On a glorious summer day, I recently had the opportunity to visit a sculpture park. On my meander I came upon a contemporary bronze piece entitled "Column of the Free Spirit," by sculptor Richard Hunt. While the setting was lovely, I was struck by a particular view of the piece, set almost parallel with a receiving tower some distance away.
While I doubt that the receiving tower registered with many visitors, the space between the two figures spoke volumes to me. I suppose that is the way it is with art, and with sunny days, there it was. But then again, perhaps it wasn't.
The use of columns is as old as mankind itself. Phallic in nature, columns represent ascendancy, of vaulting spirit and divine logos. In the Neolithic era, vast primeval forests clothed the land. Thrusting upward to touch the heavens, these living columns offered shelter, food and inspiration to early humans. The post-holes of ceremonial sites from thousands of years ago offer up evidence of the ritual use of wooden columns before the use of hewn stone.
The Maypole tradition and its Solstice counterpart, the candy cane, are both rooted in the phallic column. Beyond the implications as a bringer-of-fertility, the column of the maypole is also the Tree of Life, whose broad branches spread as high and wide in our world as its roots spread below it. As the branches ever reach above, so they collect and synthesize light to feed the tree. As the roots ever spread in the darkness below, so also they provide stability to keep the tree balanced. Our world requires both.
Some early European monuments consisted simply of a column surmounted with a phallus. Called "hermai," they were named for Hermes, the Greek messenger of the gods. Hermes, though forever depicted as a young, able man, was much older than the Greek pantheon of gods. Originally a god of the land, he (like the archaic Irish deity Crom Drubh) traveled both above and below ground, ensuring richness, not of pocket, but of herds and fertility.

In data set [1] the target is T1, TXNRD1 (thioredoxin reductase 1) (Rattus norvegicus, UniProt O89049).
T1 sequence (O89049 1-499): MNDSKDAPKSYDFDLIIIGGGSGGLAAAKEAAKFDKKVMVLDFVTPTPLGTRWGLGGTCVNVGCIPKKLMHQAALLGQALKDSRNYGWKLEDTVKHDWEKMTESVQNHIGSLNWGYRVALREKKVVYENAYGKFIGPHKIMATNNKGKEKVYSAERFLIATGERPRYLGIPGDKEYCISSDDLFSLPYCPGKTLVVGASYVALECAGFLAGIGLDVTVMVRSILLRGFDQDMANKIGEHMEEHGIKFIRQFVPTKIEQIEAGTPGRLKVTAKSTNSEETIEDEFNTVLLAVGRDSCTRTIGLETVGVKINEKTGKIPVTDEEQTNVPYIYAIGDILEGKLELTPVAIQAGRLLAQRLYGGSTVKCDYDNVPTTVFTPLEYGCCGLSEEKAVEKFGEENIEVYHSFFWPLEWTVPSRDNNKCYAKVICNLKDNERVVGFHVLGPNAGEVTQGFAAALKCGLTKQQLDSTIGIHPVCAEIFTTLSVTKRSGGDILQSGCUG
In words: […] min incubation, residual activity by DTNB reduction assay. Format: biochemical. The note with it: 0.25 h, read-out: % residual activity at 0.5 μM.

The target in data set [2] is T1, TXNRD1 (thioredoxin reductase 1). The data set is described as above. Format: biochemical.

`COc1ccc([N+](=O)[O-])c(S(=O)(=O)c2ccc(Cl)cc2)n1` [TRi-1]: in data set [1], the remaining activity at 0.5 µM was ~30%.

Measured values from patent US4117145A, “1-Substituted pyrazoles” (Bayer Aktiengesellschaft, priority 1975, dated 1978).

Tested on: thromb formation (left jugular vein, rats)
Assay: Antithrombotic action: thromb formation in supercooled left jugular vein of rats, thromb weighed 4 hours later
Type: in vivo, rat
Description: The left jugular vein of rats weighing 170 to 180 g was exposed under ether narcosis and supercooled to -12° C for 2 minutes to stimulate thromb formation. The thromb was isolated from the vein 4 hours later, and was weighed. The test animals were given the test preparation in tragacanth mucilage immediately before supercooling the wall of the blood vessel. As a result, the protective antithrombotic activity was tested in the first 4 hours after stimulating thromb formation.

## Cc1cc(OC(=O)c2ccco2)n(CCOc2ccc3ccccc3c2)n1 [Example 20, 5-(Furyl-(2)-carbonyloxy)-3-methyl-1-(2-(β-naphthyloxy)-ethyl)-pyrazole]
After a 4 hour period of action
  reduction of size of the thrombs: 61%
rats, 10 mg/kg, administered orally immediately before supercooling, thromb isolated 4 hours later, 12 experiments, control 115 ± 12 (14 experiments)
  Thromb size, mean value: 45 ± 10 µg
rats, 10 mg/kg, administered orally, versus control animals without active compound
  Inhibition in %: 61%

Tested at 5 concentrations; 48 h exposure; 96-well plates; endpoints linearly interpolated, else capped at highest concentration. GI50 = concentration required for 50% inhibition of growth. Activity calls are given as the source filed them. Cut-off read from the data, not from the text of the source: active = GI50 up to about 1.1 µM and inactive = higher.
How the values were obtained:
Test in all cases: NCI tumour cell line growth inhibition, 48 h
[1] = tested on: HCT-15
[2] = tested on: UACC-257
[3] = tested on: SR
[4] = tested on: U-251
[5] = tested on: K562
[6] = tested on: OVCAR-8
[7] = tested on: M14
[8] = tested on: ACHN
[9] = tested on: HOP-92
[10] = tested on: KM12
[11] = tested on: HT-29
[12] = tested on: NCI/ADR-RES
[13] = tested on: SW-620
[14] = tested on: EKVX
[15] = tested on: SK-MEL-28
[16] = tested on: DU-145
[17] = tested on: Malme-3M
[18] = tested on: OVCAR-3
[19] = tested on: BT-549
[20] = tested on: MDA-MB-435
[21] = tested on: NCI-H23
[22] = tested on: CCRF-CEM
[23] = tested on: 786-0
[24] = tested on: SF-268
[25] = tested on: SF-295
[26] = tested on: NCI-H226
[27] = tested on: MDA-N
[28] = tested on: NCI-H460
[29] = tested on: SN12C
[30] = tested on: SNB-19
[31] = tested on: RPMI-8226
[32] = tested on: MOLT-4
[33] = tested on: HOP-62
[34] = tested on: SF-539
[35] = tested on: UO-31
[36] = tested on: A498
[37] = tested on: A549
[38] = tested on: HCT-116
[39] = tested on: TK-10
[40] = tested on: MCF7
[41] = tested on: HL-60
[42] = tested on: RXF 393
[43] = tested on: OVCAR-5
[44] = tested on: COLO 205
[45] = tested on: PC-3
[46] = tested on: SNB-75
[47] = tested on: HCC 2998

The Roman counterpart to the Greek Hermes is the god Mercury. The Gaulish Mercury was virtually identical to the hero of the Tuatha De Danann, Lugh. Celebrated "inventor of all arts," patron of travelers and guardian of the roads, it is no wonder that early columns to Lugh/Mercury were found at crossroads and intersections, places - like the world tree - where upper, lower and middle worlds meet. Even today, Lugh, the bright god, is honored at the great harvest festival of Lughnasadh on August 1.
The cell tower, a paean to Mercury, speeds messages like winged Hermes through the air. Higher and higher reach the towers. Vast, lofty testaments to the human need to connect, to be free of space where one is solitary. Freedom to talk to anyone almost anytime. More words, higher ambitions, external grasping -- can you hear me? Is anyone there??
Columns once rose to celebrate, to venerate those gods who would guide our steps and thoughts, carry us through life richly. Those monuments once expressed the ascendancy of spirit, spirit that was well grounded in soul. Soul that is the Matter of life. Truly then, art did mimic nature.
Is the cell tower art? Does art, and thus now life, mimic technology? With little grounding, the sky-scraping tower requires guy wires to enable it to withstand the buffeting of life. It has the potential to carry more words, ever more meaningless, through the atmosphere. But who are we really trying to connect with, that is, before the battery goes dead?
Out, out and beyond, disconnected, spinning further from an ensouled life. The way out is in, of course, but that is the harder, less traveled road. Easier to blame someone else, go to sleep or make just one more phone call...
And the "Column of the Free Spirit?" It felt weighty to me, grounded in enormity but without lift. The "free spirit" atop the column seemed ragged, unable to take flight or whatever freedom it was actually being offered. But that might have just been me, on a sunny, eternal summer day.